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St. Thomas Trace

In the church history, it is generally considered that the St Thomas Christian communities of Cragannore (Kodungalloor) and Palayoor were migrated to Angamally during early periods of Christian era. Why these Christians selected Angamally to migrate? Why Angamally was chosen as the seat of Archbishop House for many ancient centuries? From the ancient period onwards, the highest density of population of St. Thomas Christians was seen at Angamally, Why? Mar. Francis Ross recorded - the see of Angamali was the most ancient see of India. - the see of Mylapore which was found by the Apostle Thomas himself, was transferred to Cragannore when the Christians left Mylapore and got themselves established in Cragannore, and the see of Angamali was the continuation of the Cragannore See.” Why? According to the traditional belief, the apostle St. Thomas visited two times in India and preached gospel.

He started his initial journey to India with the traders through the silk route touching Takshasila (the capital of the Parthian Kingdom) and second time through the spice route.The land route, which was the common route followed by the traders engaged in oriental trade to fetch Chinese Porcelain and silk, and was able to reach North West India, ruled by the Parthian King Gondophoros. After his evangelization work in North India, St. Thomas is said to have returned to Jerusalem for attending the first Jerusalem council via Barygaza ( Braukaccha or Broach), which is mentioned as an important port-town in Gujarat by Periplus of Erythraen sea.

St. Thomas is believed to have come to South India after the Jerusalem council via Persian Gulf and Socotora.. Attempts to historicize the activities of St. Thomas in South India would necessitate a close at the international developments, against which the apostolic work is depicted in tradition. It was possible to reach Malabar (Kerala) coast from European countries within 40 days through spice route (sea route) with the advantage of monsoon winds. The discovery of the advantage of monsoon winds for navigation, in Northern Indian Ocean sector in A.D.45 by Hippalus, increased the sea traffic between Roman Empire and Malabar. St.Thomas established seven churches (Communities) at Muzuris(Kodungalloor ?), Palayoor, Paravoor(Kottakkavu), Kokkamangalam, Niranam, Kollam and Chayal (Nilakkal) in Malabar. Even though this belief may not be fully realistic, or otherwise if it is so, it can be pointed that there were other nearby places also, like Angamaly, Alangad, Mala, Malayattoor etc, which were enlightened by the Gospel with the visit of St. Thomas, which can be substantiated with the ancient topographical features and tracing the trade centers of that time.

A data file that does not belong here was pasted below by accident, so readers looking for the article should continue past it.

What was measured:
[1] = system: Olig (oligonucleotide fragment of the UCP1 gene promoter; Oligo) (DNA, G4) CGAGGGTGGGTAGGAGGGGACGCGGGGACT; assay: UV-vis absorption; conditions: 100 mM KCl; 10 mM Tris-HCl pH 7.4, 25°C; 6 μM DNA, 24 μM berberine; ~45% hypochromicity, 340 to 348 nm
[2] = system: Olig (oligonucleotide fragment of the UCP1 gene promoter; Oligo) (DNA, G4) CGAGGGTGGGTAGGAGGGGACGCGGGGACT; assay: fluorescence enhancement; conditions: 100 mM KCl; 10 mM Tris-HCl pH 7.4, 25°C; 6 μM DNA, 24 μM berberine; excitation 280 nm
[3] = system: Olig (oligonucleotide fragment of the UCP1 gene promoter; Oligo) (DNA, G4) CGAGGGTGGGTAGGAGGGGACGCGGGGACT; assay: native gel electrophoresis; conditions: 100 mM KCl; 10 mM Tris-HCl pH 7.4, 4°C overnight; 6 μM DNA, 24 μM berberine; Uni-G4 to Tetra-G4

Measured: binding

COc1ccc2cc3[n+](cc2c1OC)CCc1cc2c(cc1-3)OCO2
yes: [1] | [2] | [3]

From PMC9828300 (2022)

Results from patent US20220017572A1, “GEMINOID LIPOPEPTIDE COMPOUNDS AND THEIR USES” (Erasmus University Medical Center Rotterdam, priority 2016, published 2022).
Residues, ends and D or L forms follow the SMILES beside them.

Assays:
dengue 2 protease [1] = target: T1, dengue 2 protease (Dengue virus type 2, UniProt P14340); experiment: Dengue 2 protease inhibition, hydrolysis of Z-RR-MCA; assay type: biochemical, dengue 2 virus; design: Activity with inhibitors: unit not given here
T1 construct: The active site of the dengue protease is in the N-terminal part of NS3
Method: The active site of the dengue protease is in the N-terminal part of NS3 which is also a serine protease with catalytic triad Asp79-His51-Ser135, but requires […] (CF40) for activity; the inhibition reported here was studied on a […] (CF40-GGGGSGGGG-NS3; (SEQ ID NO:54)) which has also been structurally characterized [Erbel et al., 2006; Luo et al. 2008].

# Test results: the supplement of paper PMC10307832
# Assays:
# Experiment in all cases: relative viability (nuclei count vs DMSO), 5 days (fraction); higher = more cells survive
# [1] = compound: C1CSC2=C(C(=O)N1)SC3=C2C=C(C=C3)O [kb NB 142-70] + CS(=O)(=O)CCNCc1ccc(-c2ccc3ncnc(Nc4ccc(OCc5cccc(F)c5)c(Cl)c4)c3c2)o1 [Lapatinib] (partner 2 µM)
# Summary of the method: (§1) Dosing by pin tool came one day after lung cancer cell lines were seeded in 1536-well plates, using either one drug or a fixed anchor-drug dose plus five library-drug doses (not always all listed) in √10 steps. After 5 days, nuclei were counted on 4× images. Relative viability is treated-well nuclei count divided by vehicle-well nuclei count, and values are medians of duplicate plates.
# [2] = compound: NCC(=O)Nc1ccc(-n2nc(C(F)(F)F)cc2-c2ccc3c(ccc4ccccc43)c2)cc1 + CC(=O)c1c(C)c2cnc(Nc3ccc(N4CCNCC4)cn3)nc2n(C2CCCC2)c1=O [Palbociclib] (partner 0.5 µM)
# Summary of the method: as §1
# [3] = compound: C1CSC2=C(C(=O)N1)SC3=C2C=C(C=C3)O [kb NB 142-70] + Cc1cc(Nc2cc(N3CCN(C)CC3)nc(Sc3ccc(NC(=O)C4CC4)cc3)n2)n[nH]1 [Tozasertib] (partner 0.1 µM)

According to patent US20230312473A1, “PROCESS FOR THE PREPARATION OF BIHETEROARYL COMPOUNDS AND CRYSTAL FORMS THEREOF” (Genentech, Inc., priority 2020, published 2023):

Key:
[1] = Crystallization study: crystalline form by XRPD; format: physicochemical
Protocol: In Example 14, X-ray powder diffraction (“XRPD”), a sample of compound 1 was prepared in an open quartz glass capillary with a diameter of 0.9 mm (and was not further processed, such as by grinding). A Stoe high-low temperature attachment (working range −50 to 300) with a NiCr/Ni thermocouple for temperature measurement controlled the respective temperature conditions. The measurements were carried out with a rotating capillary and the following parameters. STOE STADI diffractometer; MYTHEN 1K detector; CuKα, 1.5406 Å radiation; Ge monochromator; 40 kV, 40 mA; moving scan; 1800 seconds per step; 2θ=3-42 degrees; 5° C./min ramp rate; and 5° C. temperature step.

Angamaly (position 10° 20¢N & 76° 37¢E) was well connected with the rivers and mountains; and it was the one of the main trade junction of spices (mainly pepper) with guardhouse, and path way to Spice route in Malabar. It is believed that St. Thomas travelled from Malabar to Thamizhakam through land route (Ghat route) crossing Western ghats. This route, starting from Muzuris to Madurai /Pandi, connects different places, mainly Angamaly, Manjapra, Malayattor, Kothamangalam, Adimali,Poopara, Bodimeetu, Bodynaikanoor and also via Admali, Munnar, Pollachi, Udmalpettu, etc. Kings, Traders and Missionaries of various religions used this route, for a long period in ancient centuries.

An account about this route, given in the Ernakulam District Gazetter is as follows: “According to tradition, St. Thomas came to Malayattor by the then familiar route, through some passages in the western ghats which linked kerala with pandien kingdom”. There is also a narration about the same fact in the famous Ramban pattu. Some historians pointed out that the initial leisure place of Apostle St Thomas was at Angamaly.

Ancient Ghat route (Angamaly to Pandi)

Coins of Gondaphores ( Ist Century)
discovered in 1857